Imagine if you will, a mountain shrouded with clouds, and on that mountain a lone watchman stands. He has been given a prophetic word for the people and he is determined to do that regardless of what might happen to him. Moses was such a prophet, climbing Mt Sinai to hear from the Lord his God. He was given a word from God for his people – a word of both blessing and caution. Elijah was another such prophet- standing on Mount Carmel, taking on the priests of Baal – his word brought deliverance as he proved that there was no power in idols.  Isaiah was the bearer of good news as he spoke of the Messiah to come and deliver Israel from his enemies.

Behold, I send my messenger, and he will prepare the way before me. And the Lord whom you seek will suddenly come to his temple; and the messenger of the covenant in whom you delight, behold, he is coming, says the LORD of hosts.

Malachi 3:1

In that way, all prophets spend much of their time in isolated places, whether a tower or mountain or metaphorical high hill. After the exile ended and Jews returned from Babylon, the era of the Prophets ended. There was silence in the land for 400 years. But the last prophet of the Jews, Malachi, prophesized about one more prophet to come: This messenger was John, son of Zechariah – a man born of a miracle. He came out of the wilderness, preaching a baptism of repentance. Isaiah spoke of this prophet, who would be known as John the Baptizer, when he said, “Behold, I send my messenger before your face, who will prepare the way, the voice of one calling in the wilderness. (Mark 1:1-3).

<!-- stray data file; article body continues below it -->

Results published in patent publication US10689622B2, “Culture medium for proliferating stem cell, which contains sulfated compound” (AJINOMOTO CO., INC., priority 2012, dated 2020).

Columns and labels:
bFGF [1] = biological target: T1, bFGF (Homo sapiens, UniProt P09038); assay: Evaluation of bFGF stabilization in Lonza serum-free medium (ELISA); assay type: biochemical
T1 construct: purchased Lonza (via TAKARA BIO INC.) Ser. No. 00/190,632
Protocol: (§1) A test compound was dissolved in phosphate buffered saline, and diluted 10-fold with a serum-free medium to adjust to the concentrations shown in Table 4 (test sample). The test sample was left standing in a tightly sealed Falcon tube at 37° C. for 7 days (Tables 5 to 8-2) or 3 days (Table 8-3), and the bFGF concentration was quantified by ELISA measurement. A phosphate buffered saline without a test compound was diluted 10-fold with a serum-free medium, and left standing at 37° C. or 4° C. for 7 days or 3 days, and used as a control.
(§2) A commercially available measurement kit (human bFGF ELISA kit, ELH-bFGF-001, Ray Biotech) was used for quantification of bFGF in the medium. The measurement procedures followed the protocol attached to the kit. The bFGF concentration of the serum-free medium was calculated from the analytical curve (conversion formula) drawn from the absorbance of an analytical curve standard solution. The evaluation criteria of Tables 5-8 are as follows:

I think about how John would be received today, and I’m pretty sure he would have been considered an outcast, a homeless beggar even. He was wild looking, with an odd diet and a passion for God like no other. He wore a coat made of camel hair like Elijah and ate honey and bugs! He was asked if indeed he was Elijah, to which he said no! Asked again if he was the Prophet, and this too he denied. The priests and Levites pressured him to tell them who he was, and his final response was this: “I am the voice of one crying in the wilderness. ‘Make straight the way of the Lord,’ as the prophet Isaiah said.” (John 1:24).

All four gospels have an account of John the Baptizer, and his message is the same in all four accounts. “‘Prepare the way of the Lord, make his paths straight. 5 Every valley shall be filled, and every mountain and hill shall be made low, and the crooked shall become straight, and the rough places shall become level ways, 6 and all flesh shall see the salvation of God.” (Luke 3:4-6)

Christ’s baptism is a sign of the identification Christians have in Christ, and it embodies the sacrifice of Christ’s death and resurrection.